I’m the newbie. I recently started work at a psychiatric hospital, and what that means is – I only know what I’m doing about 62% of the time. (And all the other employees know it, too: I’m sure they’ve figured out that I was the one who accidentally tripped the emergency exit alarm at midnight. Awkward…)
A few years ago, I watched a made-for-TV movie called “It’s Kind of a Funny Story”, about this teenage boy who ends up in a psych ward temporarily. The story involved sneaking off the unit to play basketball in the gym, budding romances, music, and basically a lot of fun wrapped up in a little craziness.
Now that I’m in the psych business, so to speak, I can attest and verify that the reality has very little to do with the movie. (But then again, it’s Hollywood – what else can you expect?)
For one thing, the nurses – and they weren’t featured much in the movie – seemed, in hindsight, to have entirely too much free time, and entirely too little control, over their patients. Trust and believe that there generally isn’t a lot of down time – either you’re stuck behind a computer, stuck in a small room giving out meds, or stuck trying to figure out what to do in a complicated situation. Psych work takes a lot of efficiency and time-management, and it’s a steep learning curve.
For another, budding romances are a big no-no. Despite what some of the patients would wish – and what they attempt – it’s really not that great an idea, and we work hard to prevent that sort of thing from happening. It’s the kind of thing that can get you (as a staff member) fired, if anything inappropriate happens on your watch. And, you know, people are ingenious. Despite round-the-clock surveillance and cameras, I’ve heard stories about patients actually managing to….ahem, get it on, in other facilities. In my line of work, that’s kind of a horror story – did you hear about facility xyz, where patients had sex in the closet/empty bedroom/small lounge? #Cringe
Also, as it turns out, there’s a lot of fear, though well-hidden, on the unit. You never know when a patient is going to attack you with a chair or something. (BTW, that’s not a random example: on my first week on the floor, one of my patients almost did throw a – heavy – chair – at me. I skipped out of the way in double-quick time, which is why it’s also important to be light on your feet.)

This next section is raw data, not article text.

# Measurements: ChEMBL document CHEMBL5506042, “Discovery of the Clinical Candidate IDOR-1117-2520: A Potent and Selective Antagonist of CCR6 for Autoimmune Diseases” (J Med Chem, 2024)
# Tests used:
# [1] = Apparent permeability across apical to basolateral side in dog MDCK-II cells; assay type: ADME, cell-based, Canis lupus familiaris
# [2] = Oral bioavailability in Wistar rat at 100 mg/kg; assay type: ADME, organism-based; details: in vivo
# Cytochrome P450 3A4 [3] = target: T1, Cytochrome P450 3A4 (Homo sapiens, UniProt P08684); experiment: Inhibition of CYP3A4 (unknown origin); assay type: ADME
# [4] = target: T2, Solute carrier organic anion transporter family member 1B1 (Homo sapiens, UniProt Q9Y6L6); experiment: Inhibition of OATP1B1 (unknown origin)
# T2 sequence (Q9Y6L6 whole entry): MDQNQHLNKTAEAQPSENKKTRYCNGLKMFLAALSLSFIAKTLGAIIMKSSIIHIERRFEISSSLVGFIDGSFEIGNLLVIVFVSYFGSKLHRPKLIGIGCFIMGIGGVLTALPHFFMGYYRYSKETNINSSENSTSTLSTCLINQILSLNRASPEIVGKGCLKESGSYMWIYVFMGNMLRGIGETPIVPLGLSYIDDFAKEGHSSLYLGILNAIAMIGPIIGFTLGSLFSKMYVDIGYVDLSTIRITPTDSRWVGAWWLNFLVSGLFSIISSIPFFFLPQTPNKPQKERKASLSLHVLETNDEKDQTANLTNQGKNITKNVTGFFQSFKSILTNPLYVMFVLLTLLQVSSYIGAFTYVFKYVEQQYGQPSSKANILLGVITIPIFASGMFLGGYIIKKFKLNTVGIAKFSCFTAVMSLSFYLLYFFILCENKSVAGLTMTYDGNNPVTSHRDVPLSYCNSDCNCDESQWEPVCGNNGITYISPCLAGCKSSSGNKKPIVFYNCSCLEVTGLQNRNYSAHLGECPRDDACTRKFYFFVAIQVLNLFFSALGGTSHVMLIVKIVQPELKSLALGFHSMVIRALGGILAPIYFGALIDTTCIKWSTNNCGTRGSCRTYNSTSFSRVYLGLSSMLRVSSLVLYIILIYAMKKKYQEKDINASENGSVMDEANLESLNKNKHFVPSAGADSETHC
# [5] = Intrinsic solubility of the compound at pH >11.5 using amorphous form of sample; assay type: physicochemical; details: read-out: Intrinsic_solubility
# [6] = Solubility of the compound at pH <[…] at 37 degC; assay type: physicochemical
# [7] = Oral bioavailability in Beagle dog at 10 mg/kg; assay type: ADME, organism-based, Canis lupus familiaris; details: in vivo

I could go on. But instead, you know, I want to share some of the neat things I’ve learned since working there. And since I’m trying to be all organized and utilize prioritization skills (a must, in the profession) I shall attempt to catalog them, in order of importance. See below:
1) The pen is mightier than the sword. With a simple stroke of a pen, you can really change a person’s life. But also, the pen wields a great deal of power over me: I spend so much time documenting, I barely get to see my patients without a lot of sustained effort. Charting before I see the patient, trying to squeeze in some therapeutic communication, then charting inventively about my interventions after I talk to them…it ain’t easy, bein’ cheezy.
2) A smile, and a soothing tone of voice, can work wonders. When someone is on the edge, simply smiling and talking to them in a gentle, calm voice can really avert a tantrum, a fight, or a need for more serious interventions later. So if you ever come to my work, you’ll hear a lot of gentleness and a lot of calm voices. But it ain’t necessarily how we really feel: those are the tools of the trade. Which bears some thinking about: how do you smile sincerely, when you don’t feel it? Fake it till you make it, I suppose.
3) At the end of the day, love what you do. At the end of my shift, when I’m walking down the halls checking on them, and I see people deeply asleep, sprawled over their beds, it hits me that, for all their flaws and troubles, these are human beings. Vulnerable, troubled, hurting, and in need of help. It’s easy to miss this, in all of the hullabaloo and raised voices during the day, but, when things are quiet, a mere glimpse of who they are, at peace, is important. It makes me want to help them, even though it feels at times like I don’t have the time, or the skills, or the bandwidth.
(On second thought, I don’t think I cataloged right. All these things are important, but maybe the last, the most.)
I don’t know how long I’ll work here. But I hope that I can have a positive impact on these lives. Since I see them at their worst, and not after they leave, it’s hard to know. But I can continue to try, and hope. I think that’s all anyone can do. Right?
That, and try not to have to stay over at the end of the shift to finish my documentation. Time management – is there an app for that?
Chloe* wrote this piece for Flux, an online forum for those of us encountering adulthood. She is a choco-holic and booknerd who loves quoting random facts at people, sunlight, and trying new things (just once). Her dearest ambition is to figure out the ultimate question of life, since the answer, according to Douglas Adams, is 42.
*Chloe is a pseudonym – this piece was submitted anonymously.